Geared for growth

Ex­cited about the deal with Fu­turis

Finweek English Edition - - Kap international -

IT’S NOT A HOUSE­HOLD NAME, but chances are you’ll be sit­ting on a prod­uct made by Fel­tex Au­to­mo­tive ev­ery time you get into your Toy­ota Hilux, BMW 3-Se­ries or Mercedes C-Class, or in fact any ve­hi­cle man­u­fac­tured in SA.

Last year the com­pany sup­plied 90% of the moulded seat foam used in the lo­cal in­dus­try, 60% of the trim (such as in­su­la­tors and car­pets) and a large pro­por­tion of the leather used in car seats and door pan­els. Through strate­gic part­ner­ships with Ger­man com­pany Fehrer AG and Swiss group Ri­eter, the com­pany is the dom­i­nant player in moulded seat pads and head rests, as well as au­to­mo­tive acous­tics and ther­mal man­age­ment.

This year Fel­tex, which has a staff con­tin­gent of more than 2 000, re­ported rev­enues of al­most R900m, on the strength of dou­ble-digit an­nual growth in au­to­mo­bile sales in SA over the past three years.

Ugo Frige­rio, MD of Fel­tex Au­to­mo­tive, says that SA’s grow­ing car sales are only part of the story. “Ap­prox­i­mately 45% of ve­hi­cles sold in SA are im­ported, and we don’t sup­ply th­ese ve­hi­cles, but where we’re ex­cited is in the po­ten­tial for auto ex­ports, which will have a di­rect ef­fect on rev­enue streams.”

To main­tain its mar­ket share, Fel­tex has con­tin­ued to in­vest heav­ily in peo­ple, fa­cil­i­ties and com­ple­men­tary busi­nesses. Last year the com­pany spent R36m on up­grades at its Ross­lyn trim fac­tory, as well as a waste re­cy­cling plant in Dur­ban. In July 2006 it ac­quired Car­avelle Car­pets for R23m, and its re­cent joint ven­ture deal with Aus­tralian group Fu­turis Au­to­mo­tive In­te­ri­ors her­alds a se­ries of new in­vest­ments that will see three new Fel­tex fac­to­ries built in East Lon­don, rep­re­sent­ing a to­tal in­vest­ment of about R45m.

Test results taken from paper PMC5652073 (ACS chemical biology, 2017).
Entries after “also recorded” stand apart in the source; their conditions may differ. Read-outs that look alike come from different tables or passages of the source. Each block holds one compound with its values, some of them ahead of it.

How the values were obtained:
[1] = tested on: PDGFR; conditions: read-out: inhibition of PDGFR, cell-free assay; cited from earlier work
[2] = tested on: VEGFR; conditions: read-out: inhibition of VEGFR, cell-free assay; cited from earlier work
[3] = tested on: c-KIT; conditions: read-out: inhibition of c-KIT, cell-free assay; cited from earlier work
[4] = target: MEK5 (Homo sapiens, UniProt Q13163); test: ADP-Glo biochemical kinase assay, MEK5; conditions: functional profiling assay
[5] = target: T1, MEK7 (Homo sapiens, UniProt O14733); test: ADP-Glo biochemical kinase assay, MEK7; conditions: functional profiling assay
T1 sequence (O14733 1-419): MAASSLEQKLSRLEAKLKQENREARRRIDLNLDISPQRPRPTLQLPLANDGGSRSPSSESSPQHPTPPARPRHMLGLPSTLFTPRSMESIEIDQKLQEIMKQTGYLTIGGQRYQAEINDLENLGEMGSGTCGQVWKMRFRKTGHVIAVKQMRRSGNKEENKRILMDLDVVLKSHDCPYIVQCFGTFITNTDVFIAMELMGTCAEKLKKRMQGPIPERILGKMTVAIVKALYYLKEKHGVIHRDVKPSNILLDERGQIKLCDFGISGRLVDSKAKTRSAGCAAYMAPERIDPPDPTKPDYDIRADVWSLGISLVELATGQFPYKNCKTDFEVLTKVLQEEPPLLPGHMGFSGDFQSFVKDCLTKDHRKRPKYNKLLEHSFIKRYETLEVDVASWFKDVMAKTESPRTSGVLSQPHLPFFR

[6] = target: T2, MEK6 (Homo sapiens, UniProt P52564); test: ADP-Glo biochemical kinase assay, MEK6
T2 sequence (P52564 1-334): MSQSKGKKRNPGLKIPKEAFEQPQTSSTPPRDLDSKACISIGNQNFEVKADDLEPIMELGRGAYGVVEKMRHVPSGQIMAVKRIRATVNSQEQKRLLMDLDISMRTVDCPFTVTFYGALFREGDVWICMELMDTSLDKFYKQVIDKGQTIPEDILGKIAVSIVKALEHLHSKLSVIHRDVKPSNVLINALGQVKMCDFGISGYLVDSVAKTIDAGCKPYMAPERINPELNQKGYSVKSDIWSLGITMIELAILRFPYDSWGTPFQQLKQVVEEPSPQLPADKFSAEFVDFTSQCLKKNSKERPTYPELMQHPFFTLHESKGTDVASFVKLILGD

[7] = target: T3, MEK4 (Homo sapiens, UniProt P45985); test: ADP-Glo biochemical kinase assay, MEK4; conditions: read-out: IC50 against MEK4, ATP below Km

Of this, R22,5m will be in­vested in the joint ven­ture, while R15,1m will go to­wards a new Fel­tex Au­to­mo­tive fa­cil­ity that will con­vert the tufted car­pet blank into a fin­ished prod­uct. The bal­ance of R7,4m will go to­wards ex­pand­ing and re­lo­cat­ing Fel­tex’s moulded auto seat pro­duc­tion to the new site.

Frige­rio says the com­pany is ex­tremely ex­cited about the deal with Fu­turis: “It’s likely to add sig­nif­i­cantly to our turnover growth go­ing for­ward and we are con­fi­dent that the new fac­tory will be able to ex­pand its pro­duc­tion in the next few years on the back of ve­hi­cle ex­ports.

“Ex­pand­ing into in­ter­na­tional mar­kets could well rep­re­sent sig­nif­i­cant op­por­tuni- ties for the joint ven­ture in the fu­ture, as it’s a lower-cost op­tion to man­u­fac­ture the car­pets here rather than in Aus­tralia or the US. On top of this, since our ex­ports to the US would be duty-free un­der the African Growth and Op­por­tu­nity Act (AGOA), they would be ex­tremely com­pet­i­tive.”

Frige­rio says SA is still a rel­a­tive min­now from a global per­spec­tive when it comes to car pro­duc­tion and ex­ports, with cur­rent lo­cal ve­hi­cle pro­duc­tion amount­ing to about 520 000 units a year, or less than 1% of the global build. He be­lieves the SA econ­omy should be striv­ing for a mil­lion units a year, in line with other emerg­ing economies such as Brazil, In­dia and Aus­trala­sia.

Re­sults for the com­pany are also ex­pected to be en­hanced by the launch of the new Toy­ota Corolla and the Mercedes C-Class dur­ing the year.

Fel­tex fa­cil­i­ties in Dur­ban

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